Smart Goals, without the New Years Resolutions

As another new year abruptly nudges on in, the notion of making  new years resolutions begin to spin around in our heads as we dream of all the changes we will make and the improvements that will start taking shape by the end of the first round of fireworks. These resolutions, by about mid January, will usually have already started to flounder in both attainability and enthusiasm.

What I propose for myself this year however, is to continue to aim high, enthused by the prospects of fresh starts, but will instead lay pen to paper (or fingertips to keyboard) with a set of smart goals to replace lofty new years resolutions.

What’s the difference you ask?

A lofty new years resolution would read something like:

  • Get healthier
  • Make a better blog
  • Be more organised
  • Get rich

Whilst they may all be things I would like to achieve, such ideals need far more structure if they have any hope of surviving. In other words they need to be:

SMART 

S – Specific

M– Measurable

A- Achievable

R- Realistic

T– Time framed

Specific– I would need to replace ‘get healthier’ with specific tasks such as ‘I will reduce my coffee intake to 2 cups a day’ or ‘I will walk the kids to school 3 times a week’. Likewise, ‘I will only drink alcohol from Thursday to Sunday’ and ‘I will attend 3 circuit classes a week at the gym’. (these are purely examples so do not hold me to any of these!) If there are no tangible things to achieve, it is unlikely you will have the ability to stick to your bigger picture goals.

Measurable– You need to be able to see your goals working. You need to be able to tick something off or see a change. You need to cross off your 3 walks a week, see an increase in facebook likers, see a savings plan start to grow or see an increase in revenue. It helps if you can ask yourself such questions as “how much? How many? And how will I know when my goal is accomplished?” If you can’t see the goals working for you, then it is unlikely you will stay enthused.

Achievable– your goals must be attainable for your circumstance, taking into account your situation at the time. It is no good saying you will go to the gym 3 times a week if there is no childcare and you have no babysitters.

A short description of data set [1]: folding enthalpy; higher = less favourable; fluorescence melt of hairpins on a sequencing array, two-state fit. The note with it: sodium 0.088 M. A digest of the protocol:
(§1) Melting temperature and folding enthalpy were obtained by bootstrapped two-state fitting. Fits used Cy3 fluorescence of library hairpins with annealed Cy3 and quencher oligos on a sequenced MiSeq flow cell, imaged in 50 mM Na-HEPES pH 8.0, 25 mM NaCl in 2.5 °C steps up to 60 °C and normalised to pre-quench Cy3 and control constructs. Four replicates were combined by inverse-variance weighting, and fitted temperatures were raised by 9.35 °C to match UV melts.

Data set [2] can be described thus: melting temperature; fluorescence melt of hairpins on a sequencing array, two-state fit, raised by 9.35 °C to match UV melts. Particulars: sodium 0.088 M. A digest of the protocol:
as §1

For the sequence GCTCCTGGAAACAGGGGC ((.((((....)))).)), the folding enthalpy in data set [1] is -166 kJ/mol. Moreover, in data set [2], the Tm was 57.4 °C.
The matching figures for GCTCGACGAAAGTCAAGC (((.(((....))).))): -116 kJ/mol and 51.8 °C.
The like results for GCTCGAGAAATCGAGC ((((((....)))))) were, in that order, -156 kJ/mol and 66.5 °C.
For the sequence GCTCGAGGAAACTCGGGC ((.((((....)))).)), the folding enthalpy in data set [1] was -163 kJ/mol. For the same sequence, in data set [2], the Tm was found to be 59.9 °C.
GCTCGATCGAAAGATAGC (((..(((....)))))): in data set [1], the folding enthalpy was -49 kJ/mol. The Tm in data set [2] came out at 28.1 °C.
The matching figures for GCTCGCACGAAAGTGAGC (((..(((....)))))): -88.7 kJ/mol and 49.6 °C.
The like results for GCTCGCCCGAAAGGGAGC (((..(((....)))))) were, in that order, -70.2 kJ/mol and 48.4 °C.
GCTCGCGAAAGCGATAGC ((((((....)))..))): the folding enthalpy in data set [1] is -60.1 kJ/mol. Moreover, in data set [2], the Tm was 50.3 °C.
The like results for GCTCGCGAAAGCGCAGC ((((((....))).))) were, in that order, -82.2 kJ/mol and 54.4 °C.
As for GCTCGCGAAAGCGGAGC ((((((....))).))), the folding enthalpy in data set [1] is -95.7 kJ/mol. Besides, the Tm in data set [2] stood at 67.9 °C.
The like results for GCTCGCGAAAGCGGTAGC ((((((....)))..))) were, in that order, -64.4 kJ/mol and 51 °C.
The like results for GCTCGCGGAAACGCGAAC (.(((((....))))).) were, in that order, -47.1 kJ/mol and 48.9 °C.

Realistic – Whilst it is great to aim high, be sure to set your goals at levels that will not leave you feeling disillusioned at the first sign of failure. This also means having a plan to get back on track when things interfere with your goals or you experience setbacks. Having small, achievable goals will help keep you motivated and remain manageable.

Time framed – giving yourself a time frame to complete certan tasks will also help keep you  on track and motivated. Again this is where smaller, specific goals come into play in order for you to reach greater long term goals for the year.If there is no time frame set, then a goal loses its sense of urgency making way instead for all manner of  procrastination.

So there you have it. A simplified version of a tried and true method setting goals and sticking with them. Setting goals can also be a great exercise to do together with your kids. By getting your kids into the habit early, you allow them to rejoice in successes, develop problem solving skills and see first hand the benefits of planning and persistence.

So whatever your goals and dreams for 2012, I wish you every success and look forward to sharing the journey of a new year with you all.

What are some of your goals for the year ahead?

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This Post Has 6 Comments

  1. (I read this earlier and thought I commented…my apologies!) I am so glad to see goals rather than resolutions. Everyone usually starts the year off with great intentions – lots of ambitious thoughts & plans, but unless they’re actioned, nothing will change. I love the SMART approach to goals. I generally use it (when I’m on task…) The last few years, I’ve also chosen words to focus on, alongside my goals. They keep me intentional and motivated.

  2. Elinor

    Hello! Someone in my Facebook group shared this site with us so I came to give it a look. I’m definitely enjoying the information. I’m bookmarking and will be tweeting this to my followers!

  3. I haven’t had a single spare moment to sit down and set any goals and the year has started without me! I love the SMART approach though and will definitely be using it to set some personal and blog goals for this year.

  4. Tina Roberts

    I love it, how would we all survive without your advice!

  5. Emily Montez

    Yes, I love the SMART system. We are so apt to have these lofty goals of how this is going to be our best year yet, without really sfiguring out how we are going to make it happen. I am loving the practical advice youoffer on this site!

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